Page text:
The G20 brought attention to the other side of the state, as well as Pittsburgh's David L. Lawrence Convention Center, which not only makes good use of the city's waterfront, but is an environmental marvel unrivaled in a genre of architecture dominated by gas guzzling warehouses controlled by uninspired union bosses from ground breaking to ribbon cutting. I had never even noticed Pittsburgh's convention center sitting on the river like a futuristic port, and as I had heard the location was chosen in part due to Pittsburgh's strides towards green alternatives, I wanted to see how the David L. Lawrence Convention Center fared in comparison to our unnamed monstrosity. Turns out we didn't do so well. Here are a few ways Pittsburgh greened up their act with the David L. Lawrence Convention Center:
The DLCC was built on urban brownfield, redeveloping an extinct industrial portion of the waterfront reducing the cost of site preparation. Rather than redeveloping the post-industrial wastelands along Philadelphia's rivers, the PCC was built by demolishing a significant portion of Chinatown requiring extensive site preparation and demolition costs, leaving an eclectic and diverse portion of Center City littered with surface parking lots.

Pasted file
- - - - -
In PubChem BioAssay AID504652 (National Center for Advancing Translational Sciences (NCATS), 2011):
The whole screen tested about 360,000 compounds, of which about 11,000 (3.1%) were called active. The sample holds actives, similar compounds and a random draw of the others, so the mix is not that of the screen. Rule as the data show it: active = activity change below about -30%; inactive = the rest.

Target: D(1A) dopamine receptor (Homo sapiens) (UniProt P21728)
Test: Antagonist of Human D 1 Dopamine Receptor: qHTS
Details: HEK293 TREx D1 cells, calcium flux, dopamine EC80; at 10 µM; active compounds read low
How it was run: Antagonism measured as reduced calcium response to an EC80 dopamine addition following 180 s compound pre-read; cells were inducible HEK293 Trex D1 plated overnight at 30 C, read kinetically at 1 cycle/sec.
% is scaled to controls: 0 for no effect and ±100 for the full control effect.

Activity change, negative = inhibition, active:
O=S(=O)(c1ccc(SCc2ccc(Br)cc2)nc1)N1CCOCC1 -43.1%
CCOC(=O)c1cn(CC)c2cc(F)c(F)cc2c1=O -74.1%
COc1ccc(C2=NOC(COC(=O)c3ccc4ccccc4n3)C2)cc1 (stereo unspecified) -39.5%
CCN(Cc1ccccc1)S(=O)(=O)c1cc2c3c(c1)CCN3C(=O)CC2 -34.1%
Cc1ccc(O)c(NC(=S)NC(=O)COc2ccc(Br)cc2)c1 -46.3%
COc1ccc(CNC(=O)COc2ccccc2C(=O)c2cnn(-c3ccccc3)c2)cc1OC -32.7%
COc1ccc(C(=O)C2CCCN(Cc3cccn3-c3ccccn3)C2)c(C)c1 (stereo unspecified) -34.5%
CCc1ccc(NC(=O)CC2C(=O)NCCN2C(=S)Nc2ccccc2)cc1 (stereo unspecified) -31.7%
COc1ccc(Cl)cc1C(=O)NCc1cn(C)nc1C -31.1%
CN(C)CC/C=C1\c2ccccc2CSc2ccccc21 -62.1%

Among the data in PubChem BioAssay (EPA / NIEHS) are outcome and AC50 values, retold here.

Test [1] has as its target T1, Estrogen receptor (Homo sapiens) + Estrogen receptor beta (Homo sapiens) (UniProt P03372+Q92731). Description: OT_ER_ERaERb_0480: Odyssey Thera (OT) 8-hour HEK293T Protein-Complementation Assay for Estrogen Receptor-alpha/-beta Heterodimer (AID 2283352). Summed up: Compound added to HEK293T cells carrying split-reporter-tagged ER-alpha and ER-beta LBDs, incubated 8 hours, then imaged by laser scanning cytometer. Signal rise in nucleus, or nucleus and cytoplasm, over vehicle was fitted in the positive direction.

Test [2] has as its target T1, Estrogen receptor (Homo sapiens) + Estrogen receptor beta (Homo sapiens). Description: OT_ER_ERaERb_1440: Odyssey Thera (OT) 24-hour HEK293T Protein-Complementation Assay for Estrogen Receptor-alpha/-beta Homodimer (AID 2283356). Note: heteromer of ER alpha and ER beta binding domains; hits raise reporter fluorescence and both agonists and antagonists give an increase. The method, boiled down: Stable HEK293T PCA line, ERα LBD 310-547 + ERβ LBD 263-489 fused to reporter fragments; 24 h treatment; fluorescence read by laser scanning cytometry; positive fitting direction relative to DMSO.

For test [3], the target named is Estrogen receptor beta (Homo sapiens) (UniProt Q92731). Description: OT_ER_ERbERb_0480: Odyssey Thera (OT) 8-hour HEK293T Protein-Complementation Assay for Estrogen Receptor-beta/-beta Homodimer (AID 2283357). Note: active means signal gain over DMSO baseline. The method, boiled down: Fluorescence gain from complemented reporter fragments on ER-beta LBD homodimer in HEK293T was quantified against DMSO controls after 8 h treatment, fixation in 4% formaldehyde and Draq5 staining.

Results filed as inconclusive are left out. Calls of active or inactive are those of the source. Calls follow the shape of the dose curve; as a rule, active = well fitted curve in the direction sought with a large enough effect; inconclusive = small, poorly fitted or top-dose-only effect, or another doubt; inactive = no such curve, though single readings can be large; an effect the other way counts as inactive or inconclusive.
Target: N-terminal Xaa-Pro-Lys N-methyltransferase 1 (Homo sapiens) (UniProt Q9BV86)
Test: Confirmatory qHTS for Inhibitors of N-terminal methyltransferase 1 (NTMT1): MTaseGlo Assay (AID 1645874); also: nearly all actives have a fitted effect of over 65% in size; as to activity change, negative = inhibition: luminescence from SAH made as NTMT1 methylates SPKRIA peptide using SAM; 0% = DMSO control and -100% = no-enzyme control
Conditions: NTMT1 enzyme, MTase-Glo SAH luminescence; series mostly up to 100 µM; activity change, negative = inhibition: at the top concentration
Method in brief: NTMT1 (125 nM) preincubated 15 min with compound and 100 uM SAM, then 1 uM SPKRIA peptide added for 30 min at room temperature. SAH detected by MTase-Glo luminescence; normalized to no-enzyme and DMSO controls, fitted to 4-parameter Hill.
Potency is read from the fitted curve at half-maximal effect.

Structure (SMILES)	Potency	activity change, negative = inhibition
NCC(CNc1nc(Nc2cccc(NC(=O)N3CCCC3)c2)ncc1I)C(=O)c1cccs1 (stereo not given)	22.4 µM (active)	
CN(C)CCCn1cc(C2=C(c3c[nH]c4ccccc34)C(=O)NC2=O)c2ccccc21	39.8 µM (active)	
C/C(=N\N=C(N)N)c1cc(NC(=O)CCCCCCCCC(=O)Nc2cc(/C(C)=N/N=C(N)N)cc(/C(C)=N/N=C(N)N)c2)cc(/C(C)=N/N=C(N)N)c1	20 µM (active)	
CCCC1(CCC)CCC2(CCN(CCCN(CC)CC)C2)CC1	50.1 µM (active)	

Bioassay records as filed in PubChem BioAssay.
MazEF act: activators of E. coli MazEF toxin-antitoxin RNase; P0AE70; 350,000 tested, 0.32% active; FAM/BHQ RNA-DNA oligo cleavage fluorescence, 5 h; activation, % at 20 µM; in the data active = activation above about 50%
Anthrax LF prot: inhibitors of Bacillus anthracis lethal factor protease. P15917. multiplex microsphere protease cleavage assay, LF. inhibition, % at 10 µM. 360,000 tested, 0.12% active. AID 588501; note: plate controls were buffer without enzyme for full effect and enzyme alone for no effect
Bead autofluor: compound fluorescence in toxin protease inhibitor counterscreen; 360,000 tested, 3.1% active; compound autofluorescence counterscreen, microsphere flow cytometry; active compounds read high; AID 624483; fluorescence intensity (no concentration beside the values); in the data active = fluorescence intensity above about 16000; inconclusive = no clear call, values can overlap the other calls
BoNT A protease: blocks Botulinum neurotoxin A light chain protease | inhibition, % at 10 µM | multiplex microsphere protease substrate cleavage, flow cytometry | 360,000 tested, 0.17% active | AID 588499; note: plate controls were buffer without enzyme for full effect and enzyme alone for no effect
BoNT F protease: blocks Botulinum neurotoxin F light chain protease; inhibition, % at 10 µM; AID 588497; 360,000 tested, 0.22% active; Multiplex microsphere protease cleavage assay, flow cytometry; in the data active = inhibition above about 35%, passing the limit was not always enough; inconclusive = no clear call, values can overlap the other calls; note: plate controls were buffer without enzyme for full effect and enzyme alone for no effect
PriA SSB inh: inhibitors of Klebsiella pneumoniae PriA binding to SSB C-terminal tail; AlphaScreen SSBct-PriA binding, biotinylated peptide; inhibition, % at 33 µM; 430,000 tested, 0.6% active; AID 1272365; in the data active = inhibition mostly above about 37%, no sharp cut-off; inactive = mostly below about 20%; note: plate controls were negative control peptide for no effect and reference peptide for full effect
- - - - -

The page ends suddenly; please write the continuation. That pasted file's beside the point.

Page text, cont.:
The DLCC is the largest Gold LEED certified building in the world for both it's design and construction, and for it's current and continuous daily operations. During the first decade of operation, PCC union employees got their green from the city and state by extorting a full day's pay if they were there for more than an hour.
95% of the demolition required for the DLCC site was recycled. 50% of the new materials needed for the DLCC were produced within 500 miles of the site. 10% of the building is made of post-consumer material. While Philadelphia has installed solar powered trashcans around the perimeter of the PCC, the PCC itself does not offer sorted trashcans to weed out recyclables.
Over 75% of the DLCC is lit by natural light. The primary hall is 100% naturally lit. The PCC air conditions the outdoor tunnel on 13th Street for those waiting for idling buses to take them to hotels as close as a block away.
The DLCC's landscaping is indigenous to western Pennsylvania. The PCC's potted plants are mostly dead.
The DLCC has proven a 66% reduction in purchased water because of an aquifer located beneath the center. The PCC will undoubtedly avoid proposing waterless urinals because the unions say they don't require enough maintenance.
Step it up, PCC!
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